Teachers under pressure from heavy workload, big classes and violence

The Queensland Teachers’ Union has delivered a wish-list for the State Budget next month, hoping to improve school outcomes.

May 11, 2021, updated May 11, 2021
The Opposition says new teachers are quitting the profession in droves, while the State Government says workforce retention is stable. Photo:

The Opposition says new teachers are quitting the profession in droves, while the State Government says workforce retention is stable. Photo:

As the debate over NAPLAN testing intensifies, the union has made a submission to the Palaszczuk Government to build on promises that Labor made at the last election.

The union gave the government a briefing after the election and has started consulting with members over a new certified agreement. But its budget wish-list focusses on the need to ease pressure on teachers as quickly as possible.

“In this context, QTU priorities include measures to address both occupational violence in schools and workload intensification,” the submission states.

The union has been pushing for smaller class sizes – “members report that smaller class sizes mean students can access more individualised and targeted teaching” – and wants the budget to help free up teachers in early years learning, vocational education classes and composite classes.

Its budget submission argues that early childhood development programs are “essential for Queensland’s most vulnerable children” and provide benefits beyond the school gate.

In some schools, teachers have themselves become vulnerable, with the union reporting members who have been “bitten, kicked, punched, scratched, spat at and sworn at, as well as threatened in the workplace and online”.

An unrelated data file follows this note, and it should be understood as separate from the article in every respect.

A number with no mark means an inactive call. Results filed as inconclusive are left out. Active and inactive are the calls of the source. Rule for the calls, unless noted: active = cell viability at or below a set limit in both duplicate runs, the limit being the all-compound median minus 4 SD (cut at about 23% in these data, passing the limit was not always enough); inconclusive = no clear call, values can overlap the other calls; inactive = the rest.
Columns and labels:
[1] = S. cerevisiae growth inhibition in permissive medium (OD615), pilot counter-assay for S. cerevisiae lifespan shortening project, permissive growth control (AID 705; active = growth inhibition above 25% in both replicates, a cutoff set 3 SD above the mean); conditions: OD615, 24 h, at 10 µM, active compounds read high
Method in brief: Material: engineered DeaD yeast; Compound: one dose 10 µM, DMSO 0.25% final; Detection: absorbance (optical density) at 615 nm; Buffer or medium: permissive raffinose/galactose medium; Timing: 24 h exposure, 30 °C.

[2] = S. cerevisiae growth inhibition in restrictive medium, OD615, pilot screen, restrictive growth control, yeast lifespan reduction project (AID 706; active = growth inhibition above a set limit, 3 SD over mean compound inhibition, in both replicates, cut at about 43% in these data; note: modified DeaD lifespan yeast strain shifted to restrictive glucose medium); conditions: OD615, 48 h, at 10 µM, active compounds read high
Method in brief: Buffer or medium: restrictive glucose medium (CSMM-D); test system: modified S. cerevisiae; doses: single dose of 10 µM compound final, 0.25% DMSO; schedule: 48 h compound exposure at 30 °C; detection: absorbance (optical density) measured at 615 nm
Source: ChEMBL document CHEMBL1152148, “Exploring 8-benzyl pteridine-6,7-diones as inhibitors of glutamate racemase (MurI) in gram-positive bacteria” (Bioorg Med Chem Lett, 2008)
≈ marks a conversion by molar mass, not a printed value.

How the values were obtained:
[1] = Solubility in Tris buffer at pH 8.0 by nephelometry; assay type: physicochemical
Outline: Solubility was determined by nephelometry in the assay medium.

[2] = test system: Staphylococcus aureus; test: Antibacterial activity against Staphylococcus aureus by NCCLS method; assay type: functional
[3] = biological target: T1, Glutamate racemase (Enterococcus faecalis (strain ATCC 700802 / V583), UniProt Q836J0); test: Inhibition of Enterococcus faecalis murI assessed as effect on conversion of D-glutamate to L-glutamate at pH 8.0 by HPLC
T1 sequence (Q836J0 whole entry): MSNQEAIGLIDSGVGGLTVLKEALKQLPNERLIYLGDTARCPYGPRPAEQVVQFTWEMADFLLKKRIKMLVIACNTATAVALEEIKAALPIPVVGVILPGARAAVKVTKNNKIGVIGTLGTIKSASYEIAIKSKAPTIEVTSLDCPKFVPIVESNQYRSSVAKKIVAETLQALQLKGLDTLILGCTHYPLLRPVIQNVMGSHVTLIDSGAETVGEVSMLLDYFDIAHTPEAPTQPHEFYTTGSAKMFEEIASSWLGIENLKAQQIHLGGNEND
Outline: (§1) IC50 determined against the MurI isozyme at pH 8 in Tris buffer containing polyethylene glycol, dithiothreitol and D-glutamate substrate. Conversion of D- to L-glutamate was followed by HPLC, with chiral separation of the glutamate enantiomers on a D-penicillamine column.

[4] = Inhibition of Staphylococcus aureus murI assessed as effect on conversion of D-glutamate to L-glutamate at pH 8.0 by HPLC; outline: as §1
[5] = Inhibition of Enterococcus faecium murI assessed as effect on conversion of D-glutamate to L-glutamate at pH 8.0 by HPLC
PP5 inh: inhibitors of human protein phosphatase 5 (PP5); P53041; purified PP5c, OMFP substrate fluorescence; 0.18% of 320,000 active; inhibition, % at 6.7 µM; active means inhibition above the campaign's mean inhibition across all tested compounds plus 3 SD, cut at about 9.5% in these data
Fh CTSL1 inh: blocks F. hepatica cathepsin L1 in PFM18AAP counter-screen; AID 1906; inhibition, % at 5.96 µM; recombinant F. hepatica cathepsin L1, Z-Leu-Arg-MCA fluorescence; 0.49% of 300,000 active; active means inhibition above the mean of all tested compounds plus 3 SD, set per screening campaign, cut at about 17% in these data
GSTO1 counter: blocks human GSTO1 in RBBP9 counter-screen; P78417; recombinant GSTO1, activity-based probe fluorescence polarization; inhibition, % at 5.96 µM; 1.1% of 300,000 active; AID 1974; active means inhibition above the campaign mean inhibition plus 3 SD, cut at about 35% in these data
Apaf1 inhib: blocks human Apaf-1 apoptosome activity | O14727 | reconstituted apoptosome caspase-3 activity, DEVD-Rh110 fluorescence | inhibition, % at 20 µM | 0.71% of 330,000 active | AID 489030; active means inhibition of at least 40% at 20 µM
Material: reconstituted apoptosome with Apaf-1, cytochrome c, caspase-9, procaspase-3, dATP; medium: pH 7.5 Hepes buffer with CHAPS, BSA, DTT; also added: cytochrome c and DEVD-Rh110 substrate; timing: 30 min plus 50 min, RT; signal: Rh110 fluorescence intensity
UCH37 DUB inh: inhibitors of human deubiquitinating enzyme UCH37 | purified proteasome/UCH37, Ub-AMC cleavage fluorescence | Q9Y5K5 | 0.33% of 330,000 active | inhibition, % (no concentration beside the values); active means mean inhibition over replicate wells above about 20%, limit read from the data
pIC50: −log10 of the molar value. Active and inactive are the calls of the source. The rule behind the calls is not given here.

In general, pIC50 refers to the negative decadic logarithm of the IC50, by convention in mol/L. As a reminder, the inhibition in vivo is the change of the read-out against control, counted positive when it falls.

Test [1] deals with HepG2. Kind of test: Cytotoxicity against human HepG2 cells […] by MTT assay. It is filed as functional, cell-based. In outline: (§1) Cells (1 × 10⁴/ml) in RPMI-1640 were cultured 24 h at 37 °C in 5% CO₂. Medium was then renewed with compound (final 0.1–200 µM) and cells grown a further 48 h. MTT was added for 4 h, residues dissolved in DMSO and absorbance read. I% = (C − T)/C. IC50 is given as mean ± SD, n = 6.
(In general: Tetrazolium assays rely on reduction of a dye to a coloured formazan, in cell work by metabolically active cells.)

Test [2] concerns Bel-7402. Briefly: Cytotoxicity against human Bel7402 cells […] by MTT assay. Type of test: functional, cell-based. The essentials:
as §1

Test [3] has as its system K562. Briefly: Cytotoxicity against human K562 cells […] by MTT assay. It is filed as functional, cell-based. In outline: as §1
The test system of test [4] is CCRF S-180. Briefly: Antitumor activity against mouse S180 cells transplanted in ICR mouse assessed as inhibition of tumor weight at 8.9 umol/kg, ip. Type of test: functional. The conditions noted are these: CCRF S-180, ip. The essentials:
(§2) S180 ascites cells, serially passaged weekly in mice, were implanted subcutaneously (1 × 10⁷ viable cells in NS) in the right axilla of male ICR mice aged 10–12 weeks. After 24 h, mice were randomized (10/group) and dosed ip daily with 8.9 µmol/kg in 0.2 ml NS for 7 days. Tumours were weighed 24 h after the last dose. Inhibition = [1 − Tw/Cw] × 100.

It has called on the government to “prioritise support mechanisms with reference to workplace health and safety, including prevention of occupational violence and harassment, both online and in workplaces, for staff and students”.

Nationally, the curriculum is under review and the union fears any changes will not be supported by quality professional development and support services.

“The QTU is deeply concerned that the current Review of Australian Curriculum does not include a reduction of workload in its terms of reference, and that the review has the potential to require significant investment from the Queensland Government to provide professional development for teachers and principals in the amended curriculum,” the submission states.

The union has also called for more schools, better facilities, and an upgrade of telecommunications infrastructure to “address problems that became evident with the move to remote learning”.

“The new Q-Learn ecosystem is destined to be a technological white elephant unless the Queensland Government allocates funding to ensure that all QTU members can participate in appropriate professional development during rostered duty time and without adverse impact on school budgets,” the union wrote.

In parliament today, Education Minister Grace Grace called on the Federal Government to use its budget, being handed down tonight, to provide long-term funding certainty for the sector.

Queensland Treasurer Cameron Dick will hand down the state budget on June 15.

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